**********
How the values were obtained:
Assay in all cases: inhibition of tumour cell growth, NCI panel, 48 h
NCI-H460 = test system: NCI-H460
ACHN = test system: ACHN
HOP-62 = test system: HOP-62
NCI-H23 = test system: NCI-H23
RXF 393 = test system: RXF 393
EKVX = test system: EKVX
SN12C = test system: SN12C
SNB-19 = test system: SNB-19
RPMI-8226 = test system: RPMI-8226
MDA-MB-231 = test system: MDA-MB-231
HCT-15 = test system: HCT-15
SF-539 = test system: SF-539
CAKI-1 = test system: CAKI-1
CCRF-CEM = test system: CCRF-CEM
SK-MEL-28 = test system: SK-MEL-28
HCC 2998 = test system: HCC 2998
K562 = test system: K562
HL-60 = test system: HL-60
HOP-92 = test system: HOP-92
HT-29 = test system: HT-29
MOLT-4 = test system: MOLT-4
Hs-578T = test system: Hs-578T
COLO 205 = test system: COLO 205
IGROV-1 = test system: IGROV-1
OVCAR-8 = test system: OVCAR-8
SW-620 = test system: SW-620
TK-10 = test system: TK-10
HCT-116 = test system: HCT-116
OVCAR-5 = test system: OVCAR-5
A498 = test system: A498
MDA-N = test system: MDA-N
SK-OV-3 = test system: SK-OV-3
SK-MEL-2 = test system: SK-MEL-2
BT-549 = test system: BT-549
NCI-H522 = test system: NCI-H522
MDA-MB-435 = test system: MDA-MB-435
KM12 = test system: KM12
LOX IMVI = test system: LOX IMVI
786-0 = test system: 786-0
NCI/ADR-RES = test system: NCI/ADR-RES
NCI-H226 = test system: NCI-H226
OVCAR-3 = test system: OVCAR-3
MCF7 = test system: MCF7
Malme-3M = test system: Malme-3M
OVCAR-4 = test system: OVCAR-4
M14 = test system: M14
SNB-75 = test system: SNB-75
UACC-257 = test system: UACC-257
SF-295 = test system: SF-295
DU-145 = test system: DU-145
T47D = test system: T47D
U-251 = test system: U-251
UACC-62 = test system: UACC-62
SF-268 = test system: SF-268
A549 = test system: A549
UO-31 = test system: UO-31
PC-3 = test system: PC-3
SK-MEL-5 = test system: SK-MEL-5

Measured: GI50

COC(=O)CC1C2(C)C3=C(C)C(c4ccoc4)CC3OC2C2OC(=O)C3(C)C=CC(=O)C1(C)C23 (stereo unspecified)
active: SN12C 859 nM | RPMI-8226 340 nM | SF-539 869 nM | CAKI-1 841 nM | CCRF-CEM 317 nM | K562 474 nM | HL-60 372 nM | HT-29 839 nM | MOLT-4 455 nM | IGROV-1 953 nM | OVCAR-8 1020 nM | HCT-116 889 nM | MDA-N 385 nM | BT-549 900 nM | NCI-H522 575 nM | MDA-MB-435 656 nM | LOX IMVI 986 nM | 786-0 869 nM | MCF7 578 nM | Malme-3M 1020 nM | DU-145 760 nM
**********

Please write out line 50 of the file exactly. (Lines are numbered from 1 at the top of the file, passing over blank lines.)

UACC-257 = test system: UACC-257